·
Premium Member
Joined
·
6,816 Posts
Very sad. You need to use locking tank tops or bricks or something to secure the tops. Snakes can be quite strong and cunning. Sorry for your loss.
 

·
Registered
Joined
·
2,974 Posts
Lime Green Mouse said:
This can't be anything besides a neurological disorder, could it? Could it be an ear infection or something fixable?
As Cait said, it could be an inner ear infection. It could also be a broken or fractured neck bone. Old fashioned metal wheels are good ("bad?") for this but it could have happened a myriad of other ways. The mouse needs to be seen by a vet immediately or euthanized, either way.

This is unpopular to say, but I will say it anyway: Since your finances are so very limited, and you're potentially starting out with inferior stock, perhaps reconsider breeding mice in the first place. Contrary to popular belief, it is not cheap by any means to properly care for mice, as any trip to the vet or other costly medical ailment will show you!

The only thing that's "cheap" is the mice themselves, so people often get the wrong impression that it must be cheap to care for them. They don't realize that giving adequate care to a $2 mouse can be hundreds of dollars a month, especially if you start out with illness-prone petstore animals! :p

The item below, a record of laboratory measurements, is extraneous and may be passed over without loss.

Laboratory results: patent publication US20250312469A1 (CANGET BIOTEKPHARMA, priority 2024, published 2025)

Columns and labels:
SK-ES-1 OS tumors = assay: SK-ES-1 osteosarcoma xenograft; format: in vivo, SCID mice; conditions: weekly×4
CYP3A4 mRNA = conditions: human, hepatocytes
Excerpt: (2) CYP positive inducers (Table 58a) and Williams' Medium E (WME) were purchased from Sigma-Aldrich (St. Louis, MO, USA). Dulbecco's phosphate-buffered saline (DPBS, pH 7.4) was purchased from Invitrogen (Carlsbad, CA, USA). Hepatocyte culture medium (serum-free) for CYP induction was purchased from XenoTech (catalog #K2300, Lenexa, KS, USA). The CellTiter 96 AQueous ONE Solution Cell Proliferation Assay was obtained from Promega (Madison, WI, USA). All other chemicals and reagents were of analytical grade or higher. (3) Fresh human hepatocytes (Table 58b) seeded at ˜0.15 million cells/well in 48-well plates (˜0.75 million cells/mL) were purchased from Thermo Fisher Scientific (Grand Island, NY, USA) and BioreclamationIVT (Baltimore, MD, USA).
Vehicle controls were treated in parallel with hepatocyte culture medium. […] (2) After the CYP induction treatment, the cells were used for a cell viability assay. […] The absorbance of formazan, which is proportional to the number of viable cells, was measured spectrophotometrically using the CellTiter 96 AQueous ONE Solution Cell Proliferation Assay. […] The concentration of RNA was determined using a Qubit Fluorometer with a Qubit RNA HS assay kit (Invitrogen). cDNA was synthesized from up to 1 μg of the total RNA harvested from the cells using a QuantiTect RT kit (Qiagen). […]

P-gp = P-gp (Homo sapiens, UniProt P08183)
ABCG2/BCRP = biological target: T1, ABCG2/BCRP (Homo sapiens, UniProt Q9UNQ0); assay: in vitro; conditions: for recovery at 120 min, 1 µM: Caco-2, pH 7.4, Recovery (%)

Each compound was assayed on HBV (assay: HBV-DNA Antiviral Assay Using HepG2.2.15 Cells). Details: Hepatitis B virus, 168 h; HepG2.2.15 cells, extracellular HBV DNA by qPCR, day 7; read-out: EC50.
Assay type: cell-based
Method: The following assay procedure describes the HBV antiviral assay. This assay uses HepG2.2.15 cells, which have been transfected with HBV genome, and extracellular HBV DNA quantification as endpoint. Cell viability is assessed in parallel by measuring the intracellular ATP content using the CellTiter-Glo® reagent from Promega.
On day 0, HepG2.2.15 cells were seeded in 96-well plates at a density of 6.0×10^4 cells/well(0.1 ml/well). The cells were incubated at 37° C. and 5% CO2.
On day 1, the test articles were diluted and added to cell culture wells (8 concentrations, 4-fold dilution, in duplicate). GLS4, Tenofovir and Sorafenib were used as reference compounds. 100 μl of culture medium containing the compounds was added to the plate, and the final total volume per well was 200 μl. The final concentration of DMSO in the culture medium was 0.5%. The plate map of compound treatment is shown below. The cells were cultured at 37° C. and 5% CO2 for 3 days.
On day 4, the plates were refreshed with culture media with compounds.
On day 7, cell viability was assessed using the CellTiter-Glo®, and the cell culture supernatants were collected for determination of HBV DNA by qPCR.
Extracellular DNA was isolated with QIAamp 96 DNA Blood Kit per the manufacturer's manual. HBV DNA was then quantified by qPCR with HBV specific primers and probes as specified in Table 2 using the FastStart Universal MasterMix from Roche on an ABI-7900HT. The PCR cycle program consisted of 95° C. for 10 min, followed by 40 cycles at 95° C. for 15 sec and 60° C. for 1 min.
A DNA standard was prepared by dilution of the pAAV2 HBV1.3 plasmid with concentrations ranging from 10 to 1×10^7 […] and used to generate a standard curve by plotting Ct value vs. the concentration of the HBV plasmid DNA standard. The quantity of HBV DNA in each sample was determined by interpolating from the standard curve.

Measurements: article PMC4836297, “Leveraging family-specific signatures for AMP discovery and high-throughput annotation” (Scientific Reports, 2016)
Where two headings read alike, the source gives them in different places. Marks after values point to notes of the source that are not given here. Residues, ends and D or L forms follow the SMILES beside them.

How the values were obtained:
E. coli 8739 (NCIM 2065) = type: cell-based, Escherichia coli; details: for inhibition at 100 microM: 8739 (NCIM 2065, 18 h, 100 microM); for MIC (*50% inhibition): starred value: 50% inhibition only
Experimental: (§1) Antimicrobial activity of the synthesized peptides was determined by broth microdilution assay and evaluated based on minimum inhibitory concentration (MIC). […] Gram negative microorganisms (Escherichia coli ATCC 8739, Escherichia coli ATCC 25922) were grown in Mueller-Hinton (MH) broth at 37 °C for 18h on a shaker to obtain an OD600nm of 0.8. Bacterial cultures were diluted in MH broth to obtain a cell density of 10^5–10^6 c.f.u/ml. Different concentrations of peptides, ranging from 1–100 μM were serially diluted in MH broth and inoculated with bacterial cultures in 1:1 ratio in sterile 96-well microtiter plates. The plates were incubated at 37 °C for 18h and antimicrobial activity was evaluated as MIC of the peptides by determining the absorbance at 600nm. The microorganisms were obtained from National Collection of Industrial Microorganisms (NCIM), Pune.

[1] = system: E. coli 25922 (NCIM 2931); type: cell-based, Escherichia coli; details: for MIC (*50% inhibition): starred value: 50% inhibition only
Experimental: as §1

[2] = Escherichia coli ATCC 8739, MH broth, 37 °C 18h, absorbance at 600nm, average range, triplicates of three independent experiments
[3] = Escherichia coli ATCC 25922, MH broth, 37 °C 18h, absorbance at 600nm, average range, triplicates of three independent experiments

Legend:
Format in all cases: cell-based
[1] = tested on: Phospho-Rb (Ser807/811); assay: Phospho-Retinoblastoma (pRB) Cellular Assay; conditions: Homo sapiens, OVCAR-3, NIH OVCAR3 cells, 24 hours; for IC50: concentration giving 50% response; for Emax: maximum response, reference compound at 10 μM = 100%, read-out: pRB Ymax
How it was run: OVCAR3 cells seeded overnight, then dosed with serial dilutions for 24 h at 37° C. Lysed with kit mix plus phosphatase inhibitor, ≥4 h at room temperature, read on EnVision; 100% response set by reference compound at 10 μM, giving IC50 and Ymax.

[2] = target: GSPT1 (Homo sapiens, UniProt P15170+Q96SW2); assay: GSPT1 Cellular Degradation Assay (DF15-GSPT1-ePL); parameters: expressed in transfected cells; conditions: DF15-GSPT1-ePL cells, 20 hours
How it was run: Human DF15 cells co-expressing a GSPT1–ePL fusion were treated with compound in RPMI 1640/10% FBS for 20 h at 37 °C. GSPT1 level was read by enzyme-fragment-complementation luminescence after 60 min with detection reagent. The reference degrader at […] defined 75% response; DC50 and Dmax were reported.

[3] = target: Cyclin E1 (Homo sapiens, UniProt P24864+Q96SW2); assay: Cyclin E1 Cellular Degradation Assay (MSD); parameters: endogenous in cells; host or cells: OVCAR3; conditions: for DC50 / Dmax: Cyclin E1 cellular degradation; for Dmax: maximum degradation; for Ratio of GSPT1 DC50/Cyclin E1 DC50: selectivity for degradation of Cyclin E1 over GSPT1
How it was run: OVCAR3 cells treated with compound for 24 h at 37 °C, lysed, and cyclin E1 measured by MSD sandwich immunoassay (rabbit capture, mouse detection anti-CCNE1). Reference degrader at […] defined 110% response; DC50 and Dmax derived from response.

I don't mean to discourage you (believe it or not, lol), but it needs to be said that giving good care to mice can be quite costly.
 

·
Premium Member
Joined
·
5,254 Posts
I get the odd one that does this.I personally wouldn't worry in one case.As a breeder of anything, less than perfect individuals are bound to turn up.I would cull, but removing from the breeding program will achieve the same .Only time will tell if it's inherited but it would be very premature to think so_Our snake also got out once,squeezed through the narrow bars of a mouse cage that had lots of mice in.Ate all but two and was then to fat to squeeze back out :(
 

·
Registered
Joined
·
25 Posts
moustress said:
Very sad. You need to use locking tank tops or bricks or something to secure the tops. Snakes can be quite strong and cunning. Sorry for your loss.
I had a wild snake come in the house last year just to eat my birds. He ate my two best breeding Canarys, and my male strawberry finch. I ordered his head to be chopped off. :| I really hated doing that, but I figured if I released him outside he'd just come back, knowing what yummy snacks were waiting inside.

Lime, so sorry to hear about your little mouse.
 

·
Registered
Joined
·
35 Posts
Discussion Starter · #11 ·
Thank you everybody! As far as the snake - he has clips, but apparently is strong enough to pop them off, so we're buying a better method tonight and he's got a wealth of dictionaries and text books to contend with for the time being (and a belly full of mice). It's just one of those things that comes with owning lots of animals - sometimes they don't get along. :\

Jack - I'm in no mood to be told to start over, sorry to be blunt. I am poor because I already have invested around 300 or so on bottles, cages, drawers, bedding, etc., and because I just lost my job. I am fully aware of the cost of mice, as I've been keeping them for years. I will not be able to afford "quality" stock for a long time, but refuse to believe that these are inferior. They came from a breeder too, you know, just one who sold to the pet store. I'll buy show mice when I have another job, okay?